Rolling Fork Municipal Court – Rolling Fork, MS

by | Oct 26, 2021

A municipal court is a court with restrictive jurisdiction over criminal offenses and civil disputes inside its geographic area. These courts can be located at the county or city level.

Rolling Fork Municipal Court INformation

Court: Rolling Fork Municipal Court
Address: “PO Box 310, Rolling Fork, MS 39159”
Phone: 662-873-2212

City: Rolling Fork
County: Sharkey
State: Mississippi

What is the purpose of the Rolling Fork Municipal Court?

Municipal Courts are often called “courts of limited jurisdiction.” This means that they work with minor crimes, civil cases, and traffic tickets. Courts like Rolling Fork Municipal Court are the first level of court for these types of cases.

In other situations, the purpose of a county court is to deal with a large number of civil disputes within the respective region. Most cases involve family law matters, personal injury, more serious criminal charges, or contract disputes.

County courts have the jurisdiction to deal with misdemeanors and civil actions that won’t exceed the amount of $15k, while the circuits courts handle felony matters and larger civil cases.

TYPES OF Legal Matters adjudicated IN A MUNICIPAL COURT in Rolling Fork, Mississippi

Municipal courts are the entry level of courthouses in the U.S.. They are usually found within the jurisdiction where they are located, but some places share municipal courts with other municipalities.

This can be done to better serve their people or to save money on administrative costs. The cases that may be heard by a municipal court can change based on on the municipality, but typically include traffic matters, criminal misdemeanors and code infractions.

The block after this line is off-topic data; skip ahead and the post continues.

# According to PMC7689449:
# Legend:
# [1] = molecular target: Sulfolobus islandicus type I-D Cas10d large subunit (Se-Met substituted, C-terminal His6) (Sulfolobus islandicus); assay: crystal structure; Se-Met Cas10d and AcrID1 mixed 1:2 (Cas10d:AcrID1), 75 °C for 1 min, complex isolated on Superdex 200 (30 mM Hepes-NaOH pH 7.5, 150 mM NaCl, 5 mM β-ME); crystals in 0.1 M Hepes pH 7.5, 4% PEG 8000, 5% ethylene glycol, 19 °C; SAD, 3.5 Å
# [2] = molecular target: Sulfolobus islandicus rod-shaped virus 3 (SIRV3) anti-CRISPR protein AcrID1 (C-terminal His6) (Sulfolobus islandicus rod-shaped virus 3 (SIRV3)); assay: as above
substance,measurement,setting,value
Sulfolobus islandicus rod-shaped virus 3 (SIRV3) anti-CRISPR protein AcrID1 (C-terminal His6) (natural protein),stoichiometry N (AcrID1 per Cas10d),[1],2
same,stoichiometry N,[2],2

There is no set definition for what constitutes a misdemeanor versus a felony charge, but generally speaking felonies would require more time in jail than misdemeanor crimes and fines may also be higher for felonies. Traffic violations usually result in points against your driver’s license as well

what is the procedure for cases in the municipal court in Rolling Fork?

Municipal courts are the entry level of the court system in the United States. They have jurisdiction over minor crimes, traffic crimes, and other civil matters. Municipal courts are have often been called city courts or town courts. Matters are managed by a magistrate who is usually a lawyer, judge, or retired judge. Magistrates may be appointed by the mayor or city council members to serve for a specific duration.

Judges preside over hearings to determine:

  • Probable cause for an arrest
  • Set bail amounts and conditions of release
  • Conduct arraignment hearings when charges are filed against defendants by police officers
  • Distribute search warrants to police officers in order to seize evidence from crime scenes
  • start preliminary inquiries to determine if there is enough evidence to issue a charge

The typical process of a Municipal Court Case

The common process of a municipal court case can be difficult to navigate. The following is an overview of the most common steps involved in a regular municipal court matter.